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Lawmakers Give Update on Investigations into Rader Center Assaults

With assaults on staff members of the Lloyd E. Rader Juvenile Center continuing to climb, local legislators said they were awaiting investigations at the federal, state and local level.

During the first half of fiscal year 2004, residents at the center committed 82 assaults on staff members and other residents. That is nearly twice the number as in 2003.

“Just this past weekend there was a huge brawl that left 17 people hurt, including 10 members of the staff.
This is a serious problem that seems to be worsening. Obviously something is going on and we need to get to the bottom of it,” said Senator Nancy Riley.

Riley, R-Sand Springs, along with Rep. Chris Benge, R-Tulsa and Rep. Lucky Lamons, D-Tulsa, have asked Tulsa County District Attorney Tim Harris for a formal investigation.

“Mr. Harris is also concerned about the rising number of assaults. At this point he’s awaiting the findings of an ongoing Department of Justice investigation,” Riley said. “But he has also been in contact with the Sand Springs Police Department and the Oklahoma State Bureau of Investigation.”

Rep. Benge said the D.A. pointed out some of the issues raised by the lawmakers were the responsibility of the Oklahoma Juvenile Authority.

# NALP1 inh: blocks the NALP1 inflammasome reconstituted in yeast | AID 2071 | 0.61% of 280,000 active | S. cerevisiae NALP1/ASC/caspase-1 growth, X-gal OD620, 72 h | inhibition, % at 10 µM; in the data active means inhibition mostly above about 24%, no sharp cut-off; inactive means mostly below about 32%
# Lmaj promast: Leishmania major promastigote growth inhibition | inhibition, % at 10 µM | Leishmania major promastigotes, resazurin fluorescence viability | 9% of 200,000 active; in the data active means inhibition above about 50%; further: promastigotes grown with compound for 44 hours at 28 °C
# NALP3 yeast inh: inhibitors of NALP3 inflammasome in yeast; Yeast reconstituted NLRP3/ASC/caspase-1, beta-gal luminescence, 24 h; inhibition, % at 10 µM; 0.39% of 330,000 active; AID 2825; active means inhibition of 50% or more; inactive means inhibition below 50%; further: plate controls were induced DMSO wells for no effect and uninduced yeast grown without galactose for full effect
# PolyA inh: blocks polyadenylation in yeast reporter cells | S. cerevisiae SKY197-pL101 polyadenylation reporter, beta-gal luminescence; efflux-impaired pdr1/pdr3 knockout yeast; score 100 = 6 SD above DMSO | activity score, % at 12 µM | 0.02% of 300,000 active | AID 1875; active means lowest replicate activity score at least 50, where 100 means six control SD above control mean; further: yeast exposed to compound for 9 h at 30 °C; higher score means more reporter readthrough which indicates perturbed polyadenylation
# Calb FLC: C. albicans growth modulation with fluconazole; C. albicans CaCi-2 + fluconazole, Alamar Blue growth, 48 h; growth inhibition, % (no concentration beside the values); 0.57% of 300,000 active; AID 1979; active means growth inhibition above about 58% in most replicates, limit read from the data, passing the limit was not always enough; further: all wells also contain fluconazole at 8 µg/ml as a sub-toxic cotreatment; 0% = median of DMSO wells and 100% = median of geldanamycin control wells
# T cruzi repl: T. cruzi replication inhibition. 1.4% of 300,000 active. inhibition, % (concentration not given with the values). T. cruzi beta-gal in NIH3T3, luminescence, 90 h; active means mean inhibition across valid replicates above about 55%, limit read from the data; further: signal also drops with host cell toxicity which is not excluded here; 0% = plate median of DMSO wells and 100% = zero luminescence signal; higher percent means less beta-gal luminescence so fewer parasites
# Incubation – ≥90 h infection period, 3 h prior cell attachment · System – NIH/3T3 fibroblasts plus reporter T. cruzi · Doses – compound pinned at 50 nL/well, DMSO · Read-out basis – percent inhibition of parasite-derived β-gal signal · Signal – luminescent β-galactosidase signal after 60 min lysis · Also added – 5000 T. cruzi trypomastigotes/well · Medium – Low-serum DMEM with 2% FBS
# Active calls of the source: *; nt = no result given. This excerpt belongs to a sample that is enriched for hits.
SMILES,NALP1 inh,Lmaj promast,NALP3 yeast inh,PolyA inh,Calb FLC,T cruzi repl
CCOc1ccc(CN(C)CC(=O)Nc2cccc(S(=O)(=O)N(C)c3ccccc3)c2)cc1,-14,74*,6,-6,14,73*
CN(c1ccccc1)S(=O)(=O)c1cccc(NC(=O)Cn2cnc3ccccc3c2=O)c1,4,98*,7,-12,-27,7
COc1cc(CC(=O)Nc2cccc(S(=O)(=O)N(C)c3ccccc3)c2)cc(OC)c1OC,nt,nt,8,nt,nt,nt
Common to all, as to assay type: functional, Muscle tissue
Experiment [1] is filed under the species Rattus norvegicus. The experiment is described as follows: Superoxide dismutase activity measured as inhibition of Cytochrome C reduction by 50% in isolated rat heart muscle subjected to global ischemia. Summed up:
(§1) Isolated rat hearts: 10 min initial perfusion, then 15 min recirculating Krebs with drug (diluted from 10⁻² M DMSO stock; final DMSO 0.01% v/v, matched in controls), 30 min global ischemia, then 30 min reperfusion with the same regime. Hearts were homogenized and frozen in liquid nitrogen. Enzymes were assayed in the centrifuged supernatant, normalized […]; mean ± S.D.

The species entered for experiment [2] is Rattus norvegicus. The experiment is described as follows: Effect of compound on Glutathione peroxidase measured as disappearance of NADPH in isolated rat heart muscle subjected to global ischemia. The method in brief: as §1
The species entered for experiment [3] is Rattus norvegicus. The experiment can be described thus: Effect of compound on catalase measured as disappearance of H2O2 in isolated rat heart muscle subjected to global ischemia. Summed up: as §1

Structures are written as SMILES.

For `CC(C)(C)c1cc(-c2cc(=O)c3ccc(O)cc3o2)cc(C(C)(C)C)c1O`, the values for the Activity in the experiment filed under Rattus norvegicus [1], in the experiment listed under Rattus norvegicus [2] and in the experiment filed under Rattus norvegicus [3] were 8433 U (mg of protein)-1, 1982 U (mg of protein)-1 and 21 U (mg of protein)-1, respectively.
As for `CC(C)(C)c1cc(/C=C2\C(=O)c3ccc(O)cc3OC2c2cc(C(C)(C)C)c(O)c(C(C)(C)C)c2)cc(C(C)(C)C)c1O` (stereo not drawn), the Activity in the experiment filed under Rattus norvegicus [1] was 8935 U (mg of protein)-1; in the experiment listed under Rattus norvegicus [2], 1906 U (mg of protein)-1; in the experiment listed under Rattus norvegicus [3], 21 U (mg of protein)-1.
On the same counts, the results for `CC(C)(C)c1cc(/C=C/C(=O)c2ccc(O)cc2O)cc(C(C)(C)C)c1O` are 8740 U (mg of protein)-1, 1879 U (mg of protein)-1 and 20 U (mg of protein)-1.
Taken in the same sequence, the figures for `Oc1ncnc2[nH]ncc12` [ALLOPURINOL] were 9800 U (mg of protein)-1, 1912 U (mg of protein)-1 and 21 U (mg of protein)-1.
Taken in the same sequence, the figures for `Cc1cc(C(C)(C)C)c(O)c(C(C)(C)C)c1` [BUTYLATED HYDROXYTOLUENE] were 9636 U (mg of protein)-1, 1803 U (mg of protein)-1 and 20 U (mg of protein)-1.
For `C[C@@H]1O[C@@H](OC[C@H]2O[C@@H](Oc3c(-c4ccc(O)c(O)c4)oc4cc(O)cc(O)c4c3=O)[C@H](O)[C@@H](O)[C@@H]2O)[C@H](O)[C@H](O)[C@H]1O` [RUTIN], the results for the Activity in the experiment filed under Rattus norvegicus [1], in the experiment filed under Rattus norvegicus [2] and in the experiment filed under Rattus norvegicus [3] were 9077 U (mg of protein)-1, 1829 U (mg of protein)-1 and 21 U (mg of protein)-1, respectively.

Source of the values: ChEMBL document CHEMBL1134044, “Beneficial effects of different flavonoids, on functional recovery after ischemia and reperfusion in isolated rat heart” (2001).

“While the D.A. says he has jurisdiction over criminal matters committed at Rader, there are other issues he does not have jurisdiction over. We’re hopeful that these issues will be addressed by the federal investigation,” Benge said.

“We’re definitely concerned about the trend we’ve seen at Rader. This is the state’s only maximum-security lockup for juveniles. These are kids who’ve been accused of murder and other violent crimes, and we need to ensure that they are truly in a secure environment where they are not a risk to the staff or to the general public,” Lamons said.

Sen. Riley said she and her fellow lawmakers appreciated the response of D.A. Harris and hoped the investigations would be concluded as soon as possible.

“I think we’ve been lucky so far that these disturbances haven’t been worse—but that isn’t to say it couldn’t happen. It is imperative that all the entities involved from the federal level on down complete their work so we can begin making whatever changes are necessary,” Riley said.

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